A couple of months ago, we got the keys to our new house in Tanunda. It all happened quite quickly and two months after looking at this property (the weekend after we got back from Vietnam) we had our very own place after renting for the past 2.5 years.
We spent a few weeks doing a few things to freshen up a 50 year old property that had been empty for five years – new lights, new paint and ripping up the carpets and lino and polishing the beautiful floorboards. Then at the end of October, just before our 10th wedding anniversary, we moved in.
That was six weeks ago and yesterday, I finally unpacked the last box – if you ignore a few boxes of books and the “stuff” in the carport. We are slowly finding space for everything (we’ve lost a bedroom but gained linen cupboards and a pantry, lost wall space but gained amazing windows). We’ve gained an incredible established garden that continues to throw out surprises – like the discovery of some peonies last night. We’re trying to get on top of it and plan for how it should look, but we’re taking our time as we work out what is actually out there.
We had three plumbing disasters in two weeks – the final one being a leaking pipe that will eventually see the whole bathroom replaced. And a couple of weeks ago, our beautiful cat died suddenly which has made the house a little emptier than it was before.
And while we still don’t have pictures on the walls, and there is still another wardrobe to paint so we can hang all our clothes up, and there are curtains to be hung and weeds to be pulled, the most important this is it feels like home.
I wrote the words below the night before we got the keys back in September (almost a whole school term ago):
As I went to bed last night, I thought about the last 2 months, and the long process from looking at this house “just to see what’s out there”, to buying a house that will be the closest to a forever home since I moved out of Mum and Dad’s (the house I’d been brought home to as a baby).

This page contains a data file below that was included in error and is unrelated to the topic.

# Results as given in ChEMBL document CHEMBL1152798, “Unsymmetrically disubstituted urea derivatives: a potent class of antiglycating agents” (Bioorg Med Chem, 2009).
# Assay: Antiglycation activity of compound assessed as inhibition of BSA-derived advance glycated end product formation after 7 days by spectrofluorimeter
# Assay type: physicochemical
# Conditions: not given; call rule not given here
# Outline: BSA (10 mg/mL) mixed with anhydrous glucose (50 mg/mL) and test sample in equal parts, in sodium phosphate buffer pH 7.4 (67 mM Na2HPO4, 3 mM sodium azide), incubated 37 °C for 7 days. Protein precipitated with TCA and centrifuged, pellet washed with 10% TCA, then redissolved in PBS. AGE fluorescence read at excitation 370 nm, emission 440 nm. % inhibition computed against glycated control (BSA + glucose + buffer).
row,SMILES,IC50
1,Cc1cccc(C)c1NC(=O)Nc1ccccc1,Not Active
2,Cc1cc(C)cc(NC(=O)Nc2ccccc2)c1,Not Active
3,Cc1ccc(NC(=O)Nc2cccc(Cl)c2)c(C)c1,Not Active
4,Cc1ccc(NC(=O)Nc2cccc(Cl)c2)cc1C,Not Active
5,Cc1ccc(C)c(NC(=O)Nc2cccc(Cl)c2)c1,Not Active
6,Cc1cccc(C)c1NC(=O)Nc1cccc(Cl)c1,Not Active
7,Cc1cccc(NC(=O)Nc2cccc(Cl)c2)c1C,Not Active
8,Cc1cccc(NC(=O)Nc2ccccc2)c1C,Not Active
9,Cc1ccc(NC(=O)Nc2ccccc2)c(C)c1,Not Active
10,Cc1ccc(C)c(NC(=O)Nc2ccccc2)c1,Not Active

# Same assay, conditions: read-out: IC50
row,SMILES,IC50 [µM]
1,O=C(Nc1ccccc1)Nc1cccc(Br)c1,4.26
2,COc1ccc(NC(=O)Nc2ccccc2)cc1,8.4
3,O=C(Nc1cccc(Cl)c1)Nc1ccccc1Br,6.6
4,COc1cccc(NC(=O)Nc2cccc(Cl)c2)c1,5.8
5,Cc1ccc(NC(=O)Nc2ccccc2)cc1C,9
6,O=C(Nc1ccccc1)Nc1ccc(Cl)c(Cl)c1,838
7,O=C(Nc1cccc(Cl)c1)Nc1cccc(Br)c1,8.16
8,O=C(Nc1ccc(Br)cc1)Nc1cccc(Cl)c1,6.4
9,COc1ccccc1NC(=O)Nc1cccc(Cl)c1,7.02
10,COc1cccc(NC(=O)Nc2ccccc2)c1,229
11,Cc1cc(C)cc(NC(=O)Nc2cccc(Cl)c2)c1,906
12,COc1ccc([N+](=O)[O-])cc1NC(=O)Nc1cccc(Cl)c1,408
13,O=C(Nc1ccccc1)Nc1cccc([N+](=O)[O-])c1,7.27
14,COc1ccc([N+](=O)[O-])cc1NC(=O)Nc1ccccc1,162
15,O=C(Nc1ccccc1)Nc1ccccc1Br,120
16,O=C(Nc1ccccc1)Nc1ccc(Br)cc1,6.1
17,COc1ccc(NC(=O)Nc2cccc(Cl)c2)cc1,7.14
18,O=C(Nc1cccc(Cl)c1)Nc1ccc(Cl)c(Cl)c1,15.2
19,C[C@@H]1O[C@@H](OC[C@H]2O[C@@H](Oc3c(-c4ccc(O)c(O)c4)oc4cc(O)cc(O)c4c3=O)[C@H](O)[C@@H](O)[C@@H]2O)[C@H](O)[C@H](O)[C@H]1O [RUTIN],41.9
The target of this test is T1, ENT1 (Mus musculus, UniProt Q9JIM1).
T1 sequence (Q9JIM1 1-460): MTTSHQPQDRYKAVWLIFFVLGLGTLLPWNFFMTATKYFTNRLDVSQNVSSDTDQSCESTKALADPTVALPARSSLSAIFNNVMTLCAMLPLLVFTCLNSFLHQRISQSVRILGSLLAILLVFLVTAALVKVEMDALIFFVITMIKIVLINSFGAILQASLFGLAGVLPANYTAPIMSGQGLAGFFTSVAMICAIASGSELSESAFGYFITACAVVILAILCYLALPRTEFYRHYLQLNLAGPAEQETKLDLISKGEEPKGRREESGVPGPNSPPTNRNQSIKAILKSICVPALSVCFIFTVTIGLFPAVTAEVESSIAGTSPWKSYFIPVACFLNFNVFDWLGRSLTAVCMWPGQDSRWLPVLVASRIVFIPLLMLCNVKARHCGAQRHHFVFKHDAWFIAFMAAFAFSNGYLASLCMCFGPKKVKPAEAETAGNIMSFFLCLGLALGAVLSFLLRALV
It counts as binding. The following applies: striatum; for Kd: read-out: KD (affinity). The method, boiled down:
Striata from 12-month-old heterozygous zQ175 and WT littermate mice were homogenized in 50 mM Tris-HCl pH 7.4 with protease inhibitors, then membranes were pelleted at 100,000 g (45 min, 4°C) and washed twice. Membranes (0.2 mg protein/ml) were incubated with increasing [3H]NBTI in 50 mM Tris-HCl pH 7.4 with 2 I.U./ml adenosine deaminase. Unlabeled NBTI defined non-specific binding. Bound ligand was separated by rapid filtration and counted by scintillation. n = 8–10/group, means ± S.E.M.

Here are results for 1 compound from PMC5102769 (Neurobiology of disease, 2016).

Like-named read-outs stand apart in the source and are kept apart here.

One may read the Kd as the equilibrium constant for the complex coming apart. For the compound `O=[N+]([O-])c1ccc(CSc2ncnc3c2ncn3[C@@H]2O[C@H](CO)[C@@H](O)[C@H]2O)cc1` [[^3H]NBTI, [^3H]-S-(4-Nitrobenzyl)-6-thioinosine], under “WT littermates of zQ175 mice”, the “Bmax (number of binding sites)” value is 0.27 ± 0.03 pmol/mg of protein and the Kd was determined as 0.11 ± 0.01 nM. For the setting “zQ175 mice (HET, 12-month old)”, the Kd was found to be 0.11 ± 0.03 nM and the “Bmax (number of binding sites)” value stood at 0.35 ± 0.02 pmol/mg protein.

Since then, houses had been transient – even though I settled in and made them home, I always knew they had a limited lifespan. Host families in Denmark, a share house in Sydney, a dorm in Slovakia, the Palace in Canberra, my apartment in Beijing. Even coming back to Canberra, I rented, not willing to commit to buying a place of my own, although it would turn out that Simon moved in within the year. After we got married, we bought our own place but even then we knew a 3 bedroom town house was not forever. But it was the home we brought both boys home to, and the home we left for Hanoi, so selling it last year, even after 5 years away was strange.
Our first Hanoi home had seemed great on paper – 4 levels, multiple bathrooms and bedrooms – but the reality was the neighbourhood was isolated and there was no living space. Our next home in Hanoi was special – it was where our babies grew up, parties happened (often impromptu) and decisions were made about the next stage of our life.
Arriving here in the Barossa, we just wanted to unpack our stuff, and as we arrived on the Tuesday afternoon, I basically took the attitude that as long as this place was livable, we’d sign a lease. We saw it the next day, said yes on the spot and signed a lease on the Thursday night. It was only lying in an uncomfortable motel bed that night that I realised I’d not only be without a housekeeper, but also a dishwasher.
But apart from this, the house was just what we needed. It was on one level, had a backyard and there was sky. We were living walking distance from vineyards, I had a great running tracks, and lovely neighbours and school was 5 mins away.While it was perfect for our introduction into the Barossa, today we get the keys to a place we can call our own. More importantly, for the first time in my adult life, I’m getting ready to unpack and throw away the packing boxes and say, this is it. This is home.
Reading this again two months later, makes me quite emotional because as someone who has spent most of the last 24 years travelling (or at least thinking about where to live next), it is a strange feeling to finally unpack and say, this is home.
But, as strange as that feeling is, it is both comforting and exciting and I can’t wait to see what unfolds in the coming years here.